New ideas needed to boost ailing TASE

Efrat Peretz

Tel Aviv Stock Exchange CEO Esther Levanon must offer creative new ideas rather than recycling old unsuccessful ideas like extending the trading day.

The drying up of trading turnover on the Tel Aviv Stock Exchange (TASE) concerns most local players from the publicly traded companies themselves to regulators, brokers and underwriters. Each of them is voicing their opinions on the matter and proposing operative solutions on how to alleviate the situation.

Today TASE CEO Esther Levanon took advantage of a press conference to sum up 2012 to propose an old solution that did not succeed in the past - to extend the trading day by an hour to 5.30 pm. She believes this would increase trading volume by introducing an overlap for the many Israeli companies traded on Wall Street.

Trading turnover on the TASE has contracted enormously - by as much as 50% over the past three years, and the number of companies currently traded is smaller than at any time in the past seven years. More and more publicly traded companies prefer delisting and equity offerings have all but disappeared.

Thinner trading volumes are not unique to the TASE but are being experienced by most stock exchanges around the world. The plight of the TASE stems from a long list of factors from tougher regulations, to higher taxes on capital gains, to security fears, while foreign investors no longer see the TASE as an attractive target market since the MSCI redefined it as a developed rather than emerging market.

To date Levanon has failed to propose concrete solutions for dealing with the problem (such as for example the possibility of investing in short-sell deals, a practice which is popular on other stock exchanges in the developed world). Instead she has made do with marketing ideas, such as for example letting it be known that she is examining building new derivatives products although nothing has since been published on the matter.

TASE chairman Sam Bronfeld, for his part, has evaded all responsibility by saying something along the lines of "We're OK, it’s the foreigners who have brought about the situation."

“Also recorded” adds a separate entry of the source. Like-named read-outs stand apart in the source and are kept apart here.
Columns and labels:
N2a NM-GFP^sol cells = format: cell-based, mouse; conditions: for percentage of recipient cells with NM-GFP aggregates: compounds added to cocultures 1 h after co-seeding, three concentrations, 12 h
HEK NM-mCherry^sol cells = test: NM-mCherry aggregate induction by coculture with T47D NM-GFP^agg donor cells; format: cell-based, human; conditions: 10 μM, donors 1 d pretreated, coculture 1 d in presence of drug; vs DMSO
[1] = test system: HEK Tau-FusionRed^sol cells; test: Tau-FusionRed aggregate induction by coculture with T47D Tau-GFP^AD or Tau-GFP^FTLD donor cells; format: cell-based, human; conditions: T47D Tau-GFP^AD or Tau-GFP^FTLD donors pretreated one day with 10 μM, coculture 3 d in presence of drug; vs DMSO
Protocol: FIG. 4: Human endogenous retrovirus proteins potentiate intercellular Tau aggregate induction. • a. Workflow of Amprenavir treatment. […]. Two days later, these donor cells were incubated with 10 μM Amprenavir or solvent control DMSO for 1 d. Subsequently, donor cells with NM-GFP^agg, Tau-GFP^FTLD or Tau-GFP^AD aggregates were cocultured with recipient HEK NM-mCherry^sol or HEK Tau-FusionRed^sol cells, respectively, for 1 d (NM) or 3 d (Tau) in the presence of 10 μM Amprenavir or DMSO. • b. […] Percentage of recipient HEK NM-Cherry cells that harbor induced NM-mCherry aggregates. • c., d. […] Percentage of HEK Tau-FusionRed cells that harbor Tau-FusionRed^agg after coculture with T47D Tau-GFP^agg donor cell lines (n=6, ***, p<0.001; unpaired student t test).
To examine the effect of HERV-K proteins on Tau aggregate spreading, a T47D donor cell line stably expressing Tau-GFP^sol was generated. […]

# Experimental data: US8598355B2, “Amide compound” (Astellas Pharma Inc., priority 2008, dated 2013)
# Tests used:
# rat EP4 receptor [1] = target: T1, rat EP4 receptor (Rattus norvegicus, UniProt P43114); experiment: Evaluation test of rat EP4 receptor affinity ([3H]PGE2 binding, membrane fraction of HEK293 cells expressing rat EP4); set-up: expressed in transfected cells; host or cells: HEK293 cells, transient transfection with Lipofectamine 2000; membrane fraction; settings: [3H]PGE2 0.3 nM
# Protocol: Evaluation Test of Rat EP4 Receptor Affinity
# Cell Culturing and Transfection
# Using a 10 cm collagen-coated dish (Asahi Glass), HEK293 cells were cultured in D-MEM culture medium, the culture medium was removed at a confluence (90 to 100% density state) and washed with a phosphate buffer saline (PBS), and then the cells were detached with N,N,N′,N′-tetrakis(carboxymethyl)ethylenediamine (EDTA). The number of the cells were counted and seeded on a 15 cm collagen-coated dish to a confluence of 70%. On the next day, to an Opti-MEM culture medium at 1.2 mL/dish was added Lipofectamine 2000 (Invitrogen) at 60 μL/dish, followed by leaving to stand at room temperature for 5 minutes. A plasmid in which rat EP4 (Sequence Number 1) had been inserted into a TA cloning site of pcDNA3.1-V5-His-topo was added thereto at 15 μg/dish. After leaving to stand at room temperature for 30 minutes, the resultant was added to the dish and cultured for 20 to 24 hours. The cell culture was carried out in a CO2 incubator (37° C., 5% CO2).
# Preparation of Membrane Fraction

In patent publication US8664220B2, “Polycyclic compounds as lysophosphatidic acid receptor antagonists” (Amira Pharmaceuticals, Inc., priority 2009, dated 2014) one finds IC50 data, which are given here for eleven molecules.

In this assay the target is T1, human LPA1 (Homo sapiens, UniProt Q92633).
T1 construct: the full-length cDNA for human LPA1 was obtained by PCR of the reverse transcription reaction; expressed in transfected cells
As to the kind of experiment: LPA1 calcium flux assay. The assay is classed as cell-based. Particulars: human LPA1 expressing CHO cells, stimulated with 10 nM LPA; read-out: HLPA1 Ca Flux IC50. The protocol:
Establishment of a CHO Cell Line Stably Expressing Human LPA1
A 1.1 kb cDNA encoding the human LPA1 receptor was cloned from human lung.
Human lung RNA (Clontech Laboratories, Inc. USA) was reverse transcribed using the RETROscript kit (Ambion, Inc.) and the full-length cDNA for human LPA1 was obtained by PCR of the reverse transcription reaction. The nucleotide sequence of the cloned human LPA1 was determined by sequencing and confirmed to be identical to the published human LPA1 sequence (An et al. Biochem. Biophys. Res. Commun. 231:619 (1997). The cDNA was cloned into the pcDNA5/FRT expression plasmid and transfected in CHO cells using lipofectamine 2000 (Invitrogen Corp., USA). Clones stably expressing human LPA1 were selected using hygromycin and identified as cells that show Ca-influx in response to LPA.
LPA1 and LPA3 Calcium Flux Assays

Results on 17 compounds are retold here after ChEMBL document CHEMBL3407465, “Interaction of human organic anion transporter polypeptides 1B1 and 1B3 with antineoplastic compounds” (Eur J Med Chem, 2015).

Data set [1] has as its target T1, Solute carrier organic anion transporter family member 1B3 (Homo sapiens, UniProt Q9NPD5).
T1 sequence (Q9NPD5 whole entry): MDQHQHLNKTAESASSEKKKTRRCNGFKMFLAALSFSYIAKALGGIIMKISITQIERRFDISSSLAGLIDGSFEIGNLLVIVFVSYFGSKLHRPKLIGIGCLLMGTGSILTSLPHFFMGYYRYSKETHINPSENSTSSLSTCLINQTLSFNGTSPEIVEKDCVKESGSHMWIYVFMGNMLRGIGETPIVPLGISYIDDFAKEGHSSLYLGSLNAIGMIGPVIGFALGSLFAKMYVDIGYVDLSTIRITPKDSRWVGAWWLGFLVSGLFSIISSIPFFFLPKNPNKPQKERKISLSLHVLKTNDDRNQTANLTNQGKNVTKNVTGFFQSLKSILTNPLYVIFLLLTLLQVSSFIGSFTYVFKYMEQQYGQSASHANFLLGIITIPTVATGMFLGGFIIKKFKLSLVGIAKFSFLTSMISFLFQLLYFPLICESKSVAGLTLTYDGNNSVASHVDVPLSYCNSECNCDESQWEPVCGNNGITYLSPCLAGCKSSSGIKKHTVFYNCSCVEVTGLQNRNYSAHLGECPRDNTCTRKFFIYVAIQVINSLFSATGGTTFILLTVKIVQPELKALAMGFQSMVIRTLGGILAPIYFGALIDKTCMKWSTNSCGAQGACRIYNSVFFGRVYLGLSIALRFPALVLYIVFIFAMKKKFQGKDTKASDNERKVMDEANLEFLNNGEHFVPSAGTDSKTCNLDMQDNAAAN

Investment houses will pay the price

In light of all this, Levanon's latest decision to extend the trading day - which did not yield results in the past and is unlikely to do so now is most mystifying. The idea was first muted in 2005 when it was recommended to extend the trading day by 30 minutes to 5.30 pm to create an overlap with trading on Wall Street. Over time it became clear that there was no real advantage because it was not always clear on the opening in New York what will be the trading trend towards the close and investors in Tel Aviv preferred to make arbitrage gap adjustments at the opening of trade in Tel Aviv the following morning. Consequently trading times in Tel Aviv reverted back to earlier closing in December 2008.

Now Levanon once more wants to extend the trading day. Not only won't it achieve anything but investment houses - which are already struggling with excessive costs due to increased regulatory demands - would have to cope with extra salary and operational costs.

It's possible to argue about who is to blame for the catastrophic situation regarding low trading volumes but for the moment that is the less important issue. The burning question is what can be done. For somebody who earns NIS 2 million annually from the TASE members, we should expect more creative ideas for developing the domestic capital market and not simply the recycling of old ideas that did not succeed.

Published by Globes [online], Israel business news - www.globes-online.com - on December 23, 2012

© Copyright of Globes Publisher Itonut (1983) Ltd. 2012

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